2023 | Volume 24 | Issue 3

The 2023 Annual Scientific Congress (ASC) marked the launch of the RACS Global Health team’s new ASC Travel Grant, which gave the opportunity to award and bring across international scholars to attend the prestigious event. Two of the travel grant recipients, Dr Nina Irawati from Indonesia and Dr Fane Lord from Fiji, have long been involved with RACS. They shared their stories, which have led them to this point in their professional journeys.

Dr Lord and her award

Dr Fane Lord, Dr Sally Langley and Dr Suren Krishnan

As women in international surgery, they began their careers travelling down different paths. After Dr Irawati’s grandmother passed away due to breast cancer, she decided to be an oncologist, eventually realising the surgical program suited her better. Similarly, Dr Lord felt her skills aligned with the ENT specialty, which led her to become Fiji’s first female surgeon.

Both Dr Irawati and Dr Lord started their relationship with RACS through the Rowan Nicks Scholarship program. The late Rowan Nicks OBE, FRACS, AO was one of the most respected Fellows of the College and he established the flagship international scholarships program in 1987.

Dr Lord, a 2018 Rowan Nicks International scholar, joined the ENT team at the Royal Adelaide Hospital with Professor Suren Krishnan, who was the 2023 ASC Global Health section co-convenor.

Dr Irawati, a 2020 Rowan Nicks Pacific Islands scholar, was placed at the Chris O'Brien Lifehouse Head and Neck Institute in New South Wales with Dr James Wykes and other FRACS supervisors. During her scholarship, Dr Irawati recalled her supervisor coaching her about the value of any life, regardless of age. The Lifehouse team operated on a 95-year-old lady who, five months after receiving surgery, remarried. That lesson has stuck with her to this day.

Their top tip for aspiring women surgeons is perseverance. While at times Dr Irawati experienced some discrimination from her peers during her training, she has always focused on delivering excellent work.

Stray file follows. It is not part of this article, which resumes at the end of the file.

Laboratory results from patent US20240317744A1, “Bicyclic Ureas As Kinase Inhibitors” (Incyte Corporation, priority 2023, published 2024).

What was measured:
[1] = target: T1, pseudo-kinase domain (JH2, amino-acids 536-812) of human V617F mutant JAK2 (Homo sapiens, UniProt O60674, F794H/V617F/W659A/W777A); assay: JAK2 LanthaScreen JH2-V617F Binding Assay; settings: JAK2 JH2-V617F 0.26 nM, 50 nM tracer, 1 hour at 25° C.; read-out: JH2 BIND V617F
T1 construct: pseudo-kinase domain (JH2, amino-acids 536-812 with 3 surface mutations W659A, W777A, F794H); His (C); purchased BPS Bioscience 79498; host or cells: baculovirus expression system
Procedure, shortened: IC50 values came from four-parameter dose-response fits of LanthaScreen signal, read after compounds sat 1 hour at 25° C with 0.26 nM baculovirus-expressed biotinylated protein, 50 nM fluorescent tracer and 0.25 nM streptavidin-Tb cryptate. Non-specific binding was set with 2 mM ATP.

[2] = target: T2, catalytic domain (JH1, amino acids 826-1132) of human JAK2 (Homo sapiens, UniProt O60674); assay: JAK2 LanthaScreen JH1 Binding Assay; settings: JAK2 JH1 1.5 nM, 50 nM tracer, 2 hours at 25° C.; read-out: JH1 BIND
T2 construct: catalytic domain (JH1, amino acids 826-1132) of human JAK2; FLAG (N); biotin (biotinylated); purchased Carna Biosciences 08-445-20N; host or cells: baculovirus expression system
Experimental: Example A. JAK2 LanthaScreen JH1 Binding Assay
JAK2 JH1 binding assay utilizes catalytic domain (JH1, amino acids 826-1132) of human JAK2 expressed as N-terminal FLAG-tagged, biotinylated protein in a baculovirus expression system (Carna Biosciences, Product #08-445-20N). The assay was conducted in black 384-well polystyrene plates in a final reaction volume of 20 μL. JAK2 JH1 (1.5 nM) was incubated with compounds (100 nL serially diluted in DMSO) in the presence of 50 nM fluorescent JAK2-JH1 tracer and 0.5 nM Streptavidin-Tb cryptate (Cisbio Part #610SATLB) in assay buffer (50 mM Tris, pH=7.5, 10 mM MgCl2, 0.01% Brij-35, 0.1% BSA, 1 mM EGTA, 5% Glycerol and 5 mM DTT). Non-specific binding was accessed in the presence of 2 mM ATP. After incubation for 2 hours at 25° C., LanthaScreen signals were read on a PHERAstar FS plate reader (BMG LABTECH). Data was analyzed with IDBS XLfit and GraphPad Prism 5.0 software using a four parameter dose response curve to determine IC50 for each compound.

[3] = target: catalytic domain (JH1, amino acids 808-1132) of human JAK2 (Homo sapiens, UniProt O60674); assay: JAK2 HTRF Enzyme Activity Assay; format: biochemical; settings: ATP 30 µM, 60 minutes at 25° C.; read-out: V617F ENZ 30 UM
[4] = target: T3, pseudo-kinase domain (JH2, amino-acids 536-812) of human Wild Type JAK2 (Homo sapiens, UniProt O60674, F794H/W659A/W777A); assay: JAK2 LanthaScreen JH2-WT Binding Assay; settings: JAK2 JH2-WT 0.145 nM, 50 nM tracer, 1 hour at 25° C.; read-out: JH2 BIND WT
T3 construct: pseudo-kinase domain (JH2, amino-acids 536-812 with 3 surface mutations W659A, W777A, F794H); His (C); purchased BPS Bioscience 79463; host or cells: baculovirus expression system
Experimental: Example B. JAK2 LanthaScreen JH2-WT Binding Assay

“It’s important to prove you can do excellent work. Colleagues will then see you not only as a person but as a fellow professional, and this is what validates your presence among them.” 

Taking a slightly alternative view, Dr Lord believes a person should have their own reasons for doing things.  She says, “That barrier preventing one from achieving everything and impressing everyone will always be there. Planning your uphill journey and setting yourself clear goals is more important than trying to prove to anyone you can do it.”

Dr Lord presented the Rowan Nicks Lecture at the 2023 ASC. Her day 1 keynote session ‘Training to become Fiji’s first female surgeon’ and her day 2 session ‘Cancers in Indigenous settings’ provided a snapshot of medical services in Fiji. She also received a Rowan Nicks award, presented by RACS immediate past president Dr Sally Langley.

Dr Irawati strives to become a future Rowan Nicks lecturer so she can similarly share stories of Indonesia’s healthcare system.

Dr Nina Irawati

Dr Nina Irawati

Both Dr Irawati and Dr Lord enjoyed their ASC experiences and will continue their work with RACS to inspire the next generation of women surgeons to advance their careers with determination and perseverance.